Thursday, February 03, 2011
Classic card of the week
Walt Weiss, 1993 Pinnacle
Throughout the years of my life, I have maintained a great fondness for the “bat head aimed at the camera”-type photograph. It implies three-dimensionality—making me feel quite involved in the action—and it makes the bat-wielder appear rather menacing, which is an attribute I appreciate in bat-wielders. Nice guys finish last, after all.
Take Walt Weiss ( … “please!” Sayeth the Marlins circa 1993. Ha, ha! Those Marlins are hilarious). Here Weiss says without words, “I play baseball. Now get out of my way, nine-year old boy looking at this card, before I swing this baseball bat at your friggin’ head! Where are your parents?” Really, someone is going to get hurt here. And it’s not going to be Walt Weiss.
Or, maybe it will be:
Walt should provide the fledgling Marlins
At this point, in 1993, the Florida Marlins had yet to play a professional baseball game as a franchise. Yet, they were already fledgling. I mean, can we give them time to fledge here? Take it easy, Pinnacle.
with top-quality play at shortstop … if he’s healthy.
As Pinnacle notes, Walt Weiss should provide quality play at shortstop for the Florida Marlins if, and only if, he maintains full capabilities of all of his limbs and does not suffer from diarrhea or heavy legs. Because many outsiders assume that athletes should be able to achieve proper levels of performance regardless of whether or not they are in a full body cast, it is important to note that their side of the bargain is only held up under the precondition that they are not, literally, being held up.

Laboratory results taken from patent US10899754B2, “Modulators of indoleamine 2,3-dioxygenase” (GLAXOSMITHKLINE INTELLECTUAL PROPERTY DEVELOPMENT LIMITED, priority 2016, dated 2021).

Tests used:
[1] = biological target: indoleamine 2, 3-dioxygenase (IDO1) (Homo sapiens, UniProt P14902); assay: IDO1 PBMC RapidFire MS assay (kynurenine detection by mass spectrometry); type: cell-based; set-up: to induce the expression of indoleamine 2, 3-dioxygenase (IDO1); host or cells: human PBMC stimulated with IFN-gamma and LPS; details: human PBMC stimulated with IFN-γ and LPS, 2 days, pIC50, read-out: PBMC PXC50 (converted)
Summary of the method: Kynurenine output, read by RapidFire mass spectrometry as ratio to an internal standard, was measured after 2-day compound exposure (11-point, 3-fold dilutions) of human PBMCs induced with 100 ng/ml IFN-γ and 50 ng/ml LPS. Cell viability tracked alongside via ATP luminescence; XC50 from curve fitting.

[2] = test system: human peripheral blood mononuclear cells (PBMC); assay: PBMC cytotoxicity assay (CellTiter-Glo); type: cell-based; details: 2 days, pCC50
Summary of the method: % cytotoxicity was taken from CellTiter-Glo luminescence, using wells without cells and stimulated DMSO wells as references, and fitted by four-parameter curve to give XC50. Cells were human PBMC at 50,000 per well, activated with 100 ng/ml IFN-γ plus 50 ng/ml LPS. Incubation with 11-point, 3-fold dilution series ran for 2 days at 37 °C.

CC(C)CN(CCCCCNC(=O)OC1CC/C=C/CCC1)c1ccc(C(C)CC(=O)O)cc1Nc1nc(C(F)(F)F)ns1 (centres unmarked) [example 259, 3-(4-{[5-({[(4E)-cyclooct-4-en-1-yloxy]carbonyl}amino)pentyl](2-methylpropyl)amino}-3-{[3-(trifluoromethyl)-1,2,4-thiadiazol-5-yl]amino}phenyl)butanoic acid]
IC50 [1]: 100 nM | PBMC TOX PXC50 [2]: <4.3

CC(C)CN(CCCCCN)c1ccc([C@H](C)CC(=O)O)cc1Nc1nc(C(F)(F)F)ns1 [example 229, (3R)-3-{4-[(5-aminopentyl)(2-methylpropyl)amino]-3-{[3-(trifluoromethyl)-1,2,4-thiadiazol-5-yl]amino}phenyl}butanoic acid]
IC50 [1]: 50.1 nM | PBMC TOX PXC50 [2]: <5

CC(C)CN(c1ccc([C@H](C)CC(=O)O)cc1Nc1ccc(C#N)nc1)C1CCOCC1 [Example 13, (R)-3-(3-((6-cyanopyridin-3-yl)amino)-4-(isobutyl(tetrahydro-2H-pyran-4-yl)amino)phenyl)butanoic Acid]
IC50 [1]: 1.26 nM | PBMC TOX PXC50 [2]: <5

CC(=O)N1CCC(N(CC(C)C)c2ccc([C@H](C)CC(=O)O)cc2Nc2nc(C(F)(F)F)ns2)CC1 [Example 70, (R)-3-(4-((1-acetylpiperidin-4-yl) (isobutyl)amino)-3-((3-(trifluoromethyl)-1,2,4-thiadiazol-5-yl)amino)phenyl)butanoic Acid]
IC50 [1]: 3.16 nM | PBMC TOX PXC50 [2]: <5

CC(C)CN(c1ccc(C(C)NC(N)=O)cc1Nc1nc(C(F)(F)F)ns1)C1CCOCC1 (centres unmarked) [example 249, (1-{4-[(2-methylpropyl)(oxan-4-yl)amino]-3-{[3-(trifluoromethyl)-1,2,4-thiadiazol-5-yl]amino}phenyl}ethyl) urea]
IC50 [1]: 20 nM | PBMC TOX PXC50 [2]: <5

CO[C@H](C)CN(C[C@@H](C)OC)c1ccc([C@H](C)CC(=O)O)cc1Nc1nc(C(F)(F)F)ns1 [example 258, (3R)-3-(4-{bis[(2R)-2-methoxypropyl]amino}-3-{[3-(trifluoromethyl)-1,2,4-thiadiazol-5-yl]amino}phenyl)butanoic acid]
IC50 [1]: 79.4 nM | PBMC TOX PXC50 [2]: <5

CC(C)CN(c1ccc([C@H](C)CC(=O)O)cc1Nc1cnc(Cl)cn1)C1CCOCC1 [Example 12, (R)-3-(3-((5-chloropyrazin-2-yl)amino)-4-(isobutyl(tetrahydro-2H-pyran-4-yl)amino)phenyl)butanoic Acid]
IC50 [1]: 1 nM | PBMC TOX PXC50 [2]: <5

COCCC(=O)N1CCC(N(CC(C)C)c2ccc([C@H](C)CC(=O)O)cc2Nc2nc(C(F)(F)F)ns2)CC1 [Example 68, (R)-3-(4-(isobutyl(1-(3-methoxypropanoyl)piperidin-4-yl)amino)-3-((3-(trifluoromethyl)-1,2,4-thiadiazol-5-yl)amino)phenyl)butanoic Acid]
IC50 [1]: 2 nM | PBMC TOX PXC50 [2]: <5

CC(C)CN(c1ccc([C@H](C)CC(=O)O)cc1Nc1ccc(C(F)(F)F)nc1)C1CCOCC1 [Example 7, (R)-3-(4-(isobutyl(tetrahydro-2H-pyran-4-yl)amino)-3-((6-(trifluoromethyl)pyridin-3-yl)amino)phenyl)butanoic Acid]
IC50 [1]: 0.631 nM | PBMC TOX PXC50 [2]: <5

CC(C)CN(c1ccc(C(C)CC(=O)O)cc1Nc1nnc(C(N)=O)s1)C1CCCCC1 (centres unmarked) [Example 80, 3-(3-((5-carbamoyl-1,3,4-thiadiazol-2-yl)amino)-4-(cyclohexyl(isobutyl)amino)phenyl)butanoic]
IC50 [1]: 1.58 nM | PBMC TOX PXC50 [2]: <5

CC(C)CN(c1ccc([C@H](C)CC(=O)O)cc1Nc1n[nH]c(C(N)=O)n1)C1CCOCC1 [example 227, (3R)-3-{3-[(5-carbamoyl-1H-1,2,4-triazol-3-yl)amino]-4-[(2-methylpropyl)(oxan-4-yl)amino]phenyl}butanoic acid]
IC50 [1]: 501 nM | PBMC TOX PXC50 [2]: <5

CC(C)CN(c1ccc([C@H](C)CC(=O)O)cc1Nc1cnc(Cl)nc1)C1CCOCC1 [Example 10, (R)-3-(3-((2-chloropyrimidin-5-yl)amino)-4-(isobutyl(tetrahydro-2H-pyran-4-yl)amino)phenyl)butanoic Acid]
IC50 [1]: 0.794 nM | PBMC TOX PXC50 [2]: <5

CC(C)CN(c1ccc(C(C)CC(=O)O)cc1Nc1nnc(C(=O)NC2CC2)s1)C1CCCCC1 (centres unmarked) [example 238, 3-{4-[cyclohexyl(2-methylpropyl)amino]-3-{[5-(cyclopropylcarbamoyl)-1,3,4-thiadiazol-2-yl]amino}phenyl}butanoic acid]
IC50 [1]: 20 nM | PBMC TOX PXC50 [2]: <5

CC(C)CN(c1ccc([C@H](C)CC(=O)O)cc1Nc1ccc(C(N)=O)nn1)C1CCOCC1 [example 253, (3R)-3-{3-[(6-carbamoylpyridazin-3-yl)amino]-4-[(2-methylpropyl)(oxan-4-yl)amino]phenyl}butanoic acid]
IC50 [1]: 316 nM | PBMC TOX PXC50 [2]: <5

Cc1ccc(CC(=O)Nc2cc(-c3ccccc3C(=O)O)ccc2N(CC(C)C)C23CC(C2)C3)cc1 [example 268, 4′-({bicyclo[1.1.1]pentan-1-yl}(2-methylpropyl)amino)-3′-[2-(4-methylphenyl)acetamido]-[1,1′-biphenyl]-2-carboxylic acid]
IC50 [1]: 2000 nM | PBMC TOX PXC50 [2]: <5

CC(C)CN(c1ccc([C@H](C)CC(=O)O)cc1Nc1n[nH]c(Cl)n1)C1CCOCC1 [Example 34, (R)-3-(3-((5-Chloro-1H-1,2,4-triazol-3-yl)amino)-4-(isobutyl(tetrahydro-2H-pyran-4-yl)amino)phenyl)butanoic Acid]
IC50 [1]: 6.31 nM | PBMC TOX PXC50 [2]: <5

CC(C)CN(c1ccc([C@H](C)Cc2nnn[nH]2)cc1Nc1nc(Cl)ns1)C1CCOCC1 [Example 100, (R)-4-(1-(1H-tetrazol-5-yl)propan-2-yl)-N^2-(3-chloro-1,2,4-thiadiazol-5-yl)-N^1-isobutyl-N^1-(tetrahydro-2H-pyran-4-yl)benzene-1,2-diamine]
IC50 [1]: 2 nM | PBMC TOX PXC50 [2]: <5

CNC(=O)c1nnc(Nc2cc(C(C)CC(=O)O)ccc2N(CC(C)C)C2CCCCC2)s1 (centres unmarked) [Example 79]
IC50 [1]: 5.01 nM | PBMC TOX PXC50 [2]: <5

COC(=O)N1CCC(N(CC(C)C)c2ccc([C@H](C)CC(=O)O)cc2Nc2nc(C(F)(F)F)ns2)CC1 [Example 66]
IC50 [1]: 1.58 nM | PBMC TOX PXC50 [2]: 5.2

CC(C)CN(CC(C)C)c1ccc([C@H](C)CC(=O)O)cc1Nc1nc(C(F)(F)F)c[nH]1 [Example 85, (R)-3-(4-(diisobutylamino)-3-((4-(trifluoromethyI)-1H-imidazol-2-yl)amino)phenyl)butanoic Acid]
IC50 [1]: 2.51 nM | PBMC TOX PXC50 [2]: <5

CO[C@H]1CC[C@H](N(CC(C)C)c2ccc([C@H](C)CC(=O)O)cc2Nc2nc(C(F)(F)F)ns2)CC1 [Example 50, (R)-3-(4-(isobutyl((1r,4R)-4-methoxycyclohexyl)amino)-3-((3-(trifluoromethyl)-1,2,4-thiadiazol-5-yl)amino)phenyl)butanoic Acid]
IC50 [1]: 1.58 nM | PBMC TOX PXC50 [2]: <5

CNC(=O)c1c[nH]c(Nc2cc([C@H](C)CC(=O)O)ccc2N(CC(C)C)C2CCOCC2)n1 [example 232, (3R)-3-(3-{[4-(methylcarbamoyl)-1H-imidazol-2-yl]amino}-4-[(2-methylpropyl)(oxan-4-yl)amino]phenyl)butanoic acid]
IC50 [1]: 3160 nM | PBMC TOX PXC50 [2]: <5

Honestly, I struggle—really, I lose sleep at night—with the whole “if he’s healthy” dilemma. On one hand, it is a pointless phrase that belongs at the bottom of the abyss of pointless phrases, for we all acknowledge that proper health is a prerequisite as it pertains to expected output. On the other hand, the phrase is typically reserved for athletes who are oft-injured, and serves as a red flag to the uniformed outsider that the player in question has difficulty maintaining his health, and that one must take that into account when attempting to properly forecast his performance. On the other, other hand, it is stupid. There are many solid arguments.
He was the AL’s Rookie of the Year in 1988.
That sounds healthy!
But knee injuries knocked him out of the lineup for much of 1989 and the 1990 playoffs, ruptured ankle ligaments put him on the DL in the second half of 1991, and a strained rib cage kept him sidelined for the first two months of 1992.
So … how did this affect his quality play at shortstop? Did he fledge? I’m confused. Let’s see if Wikipedia has anything to add:
In addition, the baseball field at Walt’s alma mater, Suffern High School, is named after him.
It’s called … wait for it … “Suffern’ From Injuries Field.” No? You don’t like? Whatever. I got that joke from the Marlins. I told you—those guys are hilarious!
Did you know?
I have Googled "diarrhea" like, 100 times in my life, because I cannot learn how to spell it.